Stiff-stemmed saxifrage just starting to grow as the stems will be 10-14 inches tall when mature.


A pair of Long-tailed Ducks enjoying the sunny afternoon. Some of the hens are starting to set and we now have a couple of males resting by the house during part of the day, waiting for the female to show up.

The Semipalmated Plover is still defending his territory on a patch of gravel road, but I still haven’t seen a mate. Its still early so we might yet get a nesting pair this season.

Saturday, June 6, 2009

Loons Displaying

The warm weather continues and even the big drifts around the house are shrinking fast.  The lake level is still high but it is draining and many of the small ponds have their polygon ridges out of the water now.

Today started out with light rain for a few hours then cleared and we reached a high of +56F, the warmest day we have had so far.  Also, it was the Home6june_4287first day with fair weather cumulus clouds, a sure sign of a warm day. Being close to the frozen Arctic Ocean, as the wind turned to the north, we were slowly enveloped by coastal fog.  The photo shows our home as you look back towards the South.

The loons are starting to get quite active and some were seen doing their courting display, running on top of the water side by side, much like photos one sees of grebes.  At least three pair of Red-throated YBLO_land1_4307Loons were in the river by the house or calling from the nearby ponds.  For the first time the male Yellow-billed Loon was heard giving his territorial yodel, as well as their more mournful cry.  Right is the Yellow-billed Loon just landing in the open water around the edge of our lake.

From my evening walks, it looks like it is going to be an excellent year for Semipalmated Sandpipers, as there is a very high density of them on the island this year.  Pectorals seem to be the next most common, then Red-necked Phalaropes, with a few Dunlin, Long-billed Dowitchers, and Red Phalaropes about.   I did see one pair of Black-bellied Plovers this afternoon, so maybe we will have them nesting locally.


Left is one of the many pairs of Brant nesting around the local area.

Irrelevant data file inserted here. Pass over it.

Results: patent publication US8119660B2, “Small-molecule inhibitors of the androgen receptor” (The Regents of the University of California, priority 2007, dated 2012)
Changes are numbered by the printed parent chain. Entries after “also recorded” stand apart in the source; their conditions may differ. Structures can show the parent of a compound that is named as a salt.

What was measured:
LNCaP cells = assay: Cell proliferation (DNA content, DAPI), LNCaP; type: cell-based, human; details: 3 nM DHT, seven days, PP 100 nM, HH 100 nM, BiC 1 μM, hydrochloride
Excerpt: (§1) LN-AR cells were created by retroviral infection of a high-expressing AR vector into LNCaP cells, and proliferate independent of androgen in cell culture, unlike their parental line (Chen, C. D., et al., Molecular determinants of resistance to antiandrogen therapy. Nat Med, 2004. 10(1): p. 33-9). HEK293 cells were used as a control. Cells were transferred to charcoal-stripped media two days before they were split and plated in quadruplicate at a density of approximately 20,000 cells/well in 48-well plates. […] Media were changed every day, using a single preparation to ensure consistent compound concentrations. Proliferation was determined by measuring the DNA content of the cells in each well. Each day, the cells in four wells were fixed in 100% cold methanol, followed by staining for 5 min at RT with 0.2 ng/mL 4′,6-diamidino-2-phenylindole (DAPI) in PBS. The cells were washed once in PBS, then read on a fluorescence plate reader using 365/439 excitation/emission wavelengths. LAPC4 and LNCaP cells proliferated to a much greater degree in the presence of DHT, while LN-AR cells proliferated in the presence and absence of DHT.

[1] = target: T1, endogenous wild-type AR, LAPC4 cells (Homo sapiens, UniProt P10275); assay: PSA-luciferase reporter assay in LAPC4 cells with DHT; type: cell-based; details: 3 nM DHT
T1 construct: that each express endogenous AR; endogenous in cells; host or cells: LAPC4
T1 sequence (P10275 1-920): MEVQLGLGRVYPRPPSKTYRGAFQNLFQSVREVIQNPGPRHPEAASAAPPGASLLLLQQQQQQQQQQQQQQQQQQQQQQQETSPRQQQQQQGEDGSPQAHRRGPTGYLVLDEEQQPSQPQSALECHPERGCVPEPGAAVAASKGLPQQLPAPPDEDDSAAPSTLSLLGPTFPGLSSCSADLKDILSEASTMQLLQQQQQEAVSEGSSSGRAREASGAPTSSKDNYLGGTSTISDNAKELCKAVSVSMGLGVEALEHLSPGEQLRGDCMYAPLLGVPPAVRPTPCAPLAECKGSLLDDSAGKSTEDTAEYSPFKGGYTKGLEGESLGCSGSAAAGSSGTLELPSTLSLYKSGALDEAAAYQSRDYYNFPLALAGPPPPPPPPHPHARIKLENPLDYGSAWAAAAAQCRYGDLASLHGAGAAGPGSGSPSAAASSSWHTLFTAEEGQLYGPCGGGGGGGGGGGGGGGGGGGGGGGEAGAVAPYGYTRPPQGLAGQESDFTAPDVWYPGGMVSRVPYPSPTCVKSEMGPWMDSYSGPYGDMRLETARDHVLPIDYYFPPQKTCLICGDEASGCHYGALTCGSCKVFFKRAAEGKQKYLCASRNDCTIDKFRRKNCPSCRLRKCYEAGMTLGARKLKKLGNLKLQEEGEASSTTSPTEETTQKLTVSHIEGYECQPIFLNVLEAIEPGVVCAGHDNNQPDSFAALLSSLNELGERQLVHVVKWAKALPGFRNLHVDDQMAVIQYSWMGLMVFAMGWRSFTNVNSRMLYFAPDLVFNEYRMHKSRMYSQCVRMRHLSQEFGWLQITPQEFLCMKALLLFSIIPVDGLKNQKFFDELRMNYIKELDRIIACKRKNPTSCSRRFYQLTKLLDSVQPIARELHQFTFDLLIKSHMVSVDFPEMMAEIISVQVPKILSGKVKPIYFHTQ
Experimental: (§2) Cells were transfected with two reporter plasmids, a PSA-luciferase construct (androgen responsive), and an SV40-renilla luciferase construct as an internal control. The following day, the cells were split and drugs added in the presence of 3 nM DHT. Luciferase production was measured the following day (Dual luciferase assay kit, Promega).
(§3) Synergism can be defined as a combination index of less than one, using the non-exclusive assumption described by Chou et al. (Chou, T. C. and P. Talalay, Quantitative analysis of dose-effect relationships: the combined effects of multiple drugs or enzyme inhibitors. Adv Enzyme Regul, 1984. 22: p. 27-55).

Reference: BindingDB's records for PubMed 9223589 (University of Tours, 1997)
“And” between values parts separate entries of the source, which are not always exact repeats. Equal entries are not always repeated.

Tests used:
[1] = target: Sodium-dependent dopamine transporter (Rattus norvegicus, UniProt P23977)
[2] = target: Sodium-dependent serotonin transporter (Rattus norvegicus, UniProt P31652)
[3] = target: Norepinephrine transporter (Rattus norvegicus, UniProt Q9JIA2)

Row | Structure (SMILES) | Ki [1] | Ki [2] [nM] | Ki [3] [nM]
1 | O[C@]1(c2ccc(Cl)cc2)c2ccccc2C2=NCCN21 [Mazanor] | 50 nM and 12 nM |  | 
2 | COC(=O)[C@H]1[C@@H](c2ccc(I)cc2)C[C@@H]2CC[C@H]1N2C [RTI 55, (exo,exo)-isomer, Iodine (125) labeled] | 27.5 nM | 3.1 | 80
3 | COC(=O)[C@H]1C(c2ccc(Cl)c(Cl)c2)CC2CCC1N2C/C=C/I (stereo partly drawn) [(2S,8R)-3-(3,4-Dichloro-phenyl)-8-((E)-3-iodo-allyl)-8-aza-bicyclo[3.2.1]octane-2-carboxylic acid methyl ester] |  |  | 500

Wednesday, June 3, 2009

Snow Going Fast

What a difference a few days of warmth makes. Three days of 24 hour sunshine has taken us from 70% snow cover to less than 10%. Now just a few big drifts around the buildings and ice on the big lake and some smaller ponds are all that is left with the look of winter.

Some of the grass is getting a touch of green at the base of the blades, while many of the willow buds are starting to bloom. This will provide the first pollen for our big Arctic Bees. The only flower starting to grow that I have noticed is one of our species of Sweet Coltsfoot, green shoots just breaking out above the ground.

More shorebirds have arrived and now the trilling of the Semipalmated Sandpiper on territory can be heard over most of the island. Besides the Semipals, one can hear the Booing call of Pectoral’s and Long-billed Dowitchers displaying. So far, plovers have been in short supply, as I have seen only 2 Golden Plovers, and 1 each of Black-bellied and Semipalmated Plovers.

Our pair of Yellow-billed Loons are in the big lake by the Lodge now and have been checking out nesting locations. The lake is still high from spring flooding, so I’m hoping they won’t select a spot that will have them stranded in a small pond. Several pair of Red-throated Loons are now on some of the small ponds around the larger lake. No Pacific Loons have been seen or heard yet.

Yesterday I was able to get a few pictures of a pair of King Eiders not far from home. While I was filming the eiders a Arctic Tern flew over to see what I was doing and I snapped its picture while it hovered over head.

KIEI6-2_1808 KIEI_F6-1_1838 ARTE2_1789

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Arctic Smoke Signals by James W. Helmericks is licensed under a Creative Commons Attribution-Noncommercial-No Derivative Works 3.0 United States License.